Of more concern to me, not that I blame them in the least, is the trend for young graduates who go into family medicine to “take the path of least resistance”. Dr. Feasby brings this forward as a positive and states “Calgarians also need to be aware that although traditional family practices are not as common today, many family medicine graduates are choosing to practice in high demand areas such as emergency medicine, palliative care, low risk maternity, and care of the elderly”. Excuse me? Why are these high demand areas? Could it be that FIRST there has been a decline in TRADITIONAL family practices that at one time was comprised of all of the aforementioned areas.
This ongoing disintegration of family medicine has continued and now excludes hospital care, nursing home care, and for that matter, people who are genuinely and acutely ill. In some offices, the front desk triages sick people to the emergency departments or walk in clinics, and the physician only sees the regular booked appointments. The system has fostered, almost mandated, this scenario. After doing closed fractures for 35 years, the Rockyview Hospital Cast clinic advised me that any booked fractures for casts in the cast clinic would have to be done through the Emergency department. My obvious response was then to advise my receptionist that any phone calls from patients that may have a fracture should be sent directly to the emergency department. Why should I see the patient, send them for an X-ray, look at the X-ray, know they need a cast, but then send them to an emergency department to incur more cost and wait for hours to be told the same thing by the emergency physician and then booked next day at the cast clinic? But I digress.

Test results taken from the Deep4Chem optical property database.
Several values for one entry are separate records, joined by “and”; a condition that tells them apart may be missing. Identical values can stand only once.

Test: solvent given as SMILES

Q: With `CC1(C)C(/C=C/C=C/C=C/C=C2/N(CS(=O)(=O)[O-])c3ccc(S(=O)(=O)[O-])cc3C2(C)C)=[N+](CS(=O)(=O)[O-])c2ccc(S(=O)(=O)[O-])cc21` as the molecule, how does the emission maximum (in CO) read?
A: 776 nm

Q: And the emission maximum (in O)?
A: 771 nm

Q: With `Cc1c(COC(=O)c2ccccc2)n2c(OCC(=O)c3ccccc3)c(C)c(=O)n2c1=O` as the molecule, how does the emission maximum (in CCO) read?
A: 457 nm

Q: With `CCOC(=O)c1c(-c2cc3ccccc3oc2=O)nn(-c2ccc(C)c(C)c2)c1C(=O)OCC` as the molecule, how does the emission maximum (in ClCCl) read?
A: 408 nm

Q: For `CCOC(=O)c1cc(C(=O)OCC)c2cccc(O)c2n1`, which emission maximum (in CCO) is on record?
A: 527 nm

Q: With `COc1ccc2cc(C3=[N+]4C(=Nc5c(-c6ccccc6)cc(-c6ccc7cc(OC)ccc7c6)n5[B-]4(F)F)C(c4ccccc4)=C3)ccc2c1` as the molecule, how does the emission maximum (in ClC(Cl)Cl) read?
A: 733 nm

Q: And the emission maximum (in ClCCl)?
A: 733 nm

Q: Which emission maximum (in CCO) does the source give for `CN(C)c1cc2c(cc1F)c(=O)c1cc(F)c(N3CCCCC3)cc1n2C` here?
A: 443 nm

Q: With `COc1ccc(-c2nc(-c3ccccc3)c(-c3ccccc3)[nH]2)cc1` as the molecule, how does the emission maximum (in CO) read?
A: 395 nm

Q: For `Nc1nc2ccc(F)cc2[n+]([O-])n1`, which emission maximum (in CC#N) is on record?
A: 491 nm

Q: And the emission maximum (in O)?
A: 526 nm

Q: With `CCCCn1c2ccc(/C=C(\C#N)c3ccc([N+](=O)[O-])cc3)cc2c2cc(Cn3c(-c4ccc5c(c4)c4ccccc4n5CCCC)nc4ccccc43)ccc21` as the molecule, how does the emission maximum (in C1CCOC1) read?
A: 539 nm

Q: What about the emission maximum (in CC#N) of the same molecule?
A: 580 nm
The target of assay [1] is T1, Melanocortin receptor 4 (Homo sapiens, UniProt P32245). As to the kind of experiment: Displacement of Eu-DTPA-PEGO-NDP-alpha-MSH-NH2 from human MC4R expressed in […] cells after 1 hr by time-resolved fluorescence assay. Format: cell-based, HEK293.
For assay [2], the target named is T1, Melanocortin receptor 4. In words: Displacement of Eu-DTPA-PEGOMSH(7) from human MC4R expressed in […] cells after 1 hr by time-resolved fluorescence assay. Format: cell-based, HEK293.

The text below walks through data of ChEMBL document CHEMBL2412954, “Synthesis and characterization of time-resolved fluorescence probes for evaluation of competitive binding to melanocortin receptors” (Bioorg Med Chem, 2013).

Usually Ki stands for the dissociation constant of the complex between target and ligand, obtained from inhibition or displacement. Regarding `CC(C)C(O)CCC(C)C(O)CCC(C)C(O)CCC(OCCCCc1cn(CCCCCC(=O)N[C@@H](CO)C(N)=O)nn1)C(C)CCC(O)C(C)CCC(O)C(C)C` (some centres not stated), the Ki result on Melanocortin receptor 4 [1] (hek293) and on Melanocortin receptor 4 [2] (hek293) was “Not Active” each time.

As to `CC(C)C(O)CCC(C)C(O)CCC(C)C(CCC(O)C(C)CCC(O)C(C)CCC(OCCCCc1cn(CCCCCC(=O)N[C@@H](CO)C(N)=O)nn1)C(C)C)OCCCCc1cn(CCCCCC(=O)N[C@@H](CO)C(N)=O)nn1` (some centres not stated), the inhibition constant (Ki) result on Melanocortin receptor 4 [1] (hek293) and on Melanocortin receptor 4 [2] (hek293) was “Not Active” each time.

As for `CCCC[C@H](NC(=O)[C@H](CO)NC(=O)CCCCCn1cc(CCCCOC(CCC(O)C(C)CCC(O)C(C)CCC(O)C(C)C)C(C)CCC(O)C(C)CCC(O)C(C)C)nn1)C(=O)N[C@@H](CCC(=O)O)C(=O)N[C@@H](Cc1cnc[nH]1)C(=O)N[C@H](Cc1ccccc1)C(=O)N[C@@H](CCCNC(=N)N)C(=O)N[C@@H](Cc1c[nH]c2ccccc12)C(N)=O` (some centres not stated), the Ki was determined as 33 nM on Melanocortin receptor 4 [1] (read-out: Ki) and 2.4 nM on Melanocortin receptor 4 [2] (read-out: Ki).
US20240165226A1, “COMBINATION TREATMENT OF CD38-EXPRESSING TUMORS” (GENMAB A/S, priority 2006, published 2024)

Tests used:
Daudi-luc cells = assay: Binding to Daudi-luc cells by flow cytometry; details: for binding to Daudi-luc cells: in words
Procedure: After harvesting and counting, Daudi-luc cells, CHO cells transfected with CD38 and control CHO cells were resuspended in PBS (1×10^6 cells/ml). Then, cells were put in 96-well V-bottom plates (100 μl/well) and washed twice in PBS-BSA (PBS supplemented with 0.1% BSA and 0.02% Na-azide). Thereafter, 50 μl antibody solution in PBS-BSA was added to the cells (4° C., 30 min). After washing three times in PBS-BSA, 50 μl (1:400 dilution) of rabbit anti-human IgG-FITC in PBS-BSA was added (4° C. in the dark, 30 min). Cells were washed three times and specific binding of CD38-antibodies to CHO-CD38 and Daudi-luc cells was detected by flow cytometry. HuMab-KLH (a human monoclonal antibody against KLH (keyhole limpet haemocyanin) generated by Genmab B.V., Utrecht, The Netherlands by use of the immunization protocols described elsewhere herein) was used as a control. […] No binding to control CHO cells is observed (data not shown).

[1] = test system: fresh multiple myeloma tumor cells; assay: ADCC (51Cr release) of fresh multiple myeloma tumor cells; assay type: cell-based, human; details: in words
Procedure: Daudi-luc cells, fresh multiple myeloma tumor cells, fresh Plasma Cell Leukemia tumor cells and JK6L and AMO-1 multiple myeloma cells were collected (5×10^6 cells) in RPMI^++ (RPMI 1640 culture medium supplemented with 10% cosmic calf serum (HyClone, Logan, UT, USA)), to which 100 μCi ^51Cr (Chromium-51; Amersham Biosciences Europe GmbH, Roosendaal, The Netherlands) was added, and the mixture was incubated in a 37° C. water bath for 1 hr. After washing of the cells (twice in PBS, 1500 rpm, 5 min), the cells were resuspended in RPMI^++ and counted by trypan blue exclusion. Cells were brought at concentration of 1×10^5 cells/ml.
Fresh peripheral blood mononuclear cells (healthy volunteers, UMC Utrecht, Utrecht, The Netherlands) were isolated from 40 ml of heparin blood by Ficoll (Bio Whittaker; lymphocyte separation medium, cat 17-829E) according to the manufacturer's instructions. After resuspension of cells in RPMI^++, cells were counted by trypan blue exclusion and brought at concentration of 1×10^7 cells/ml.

The truth is that physicians have responded to their inability to access resources by: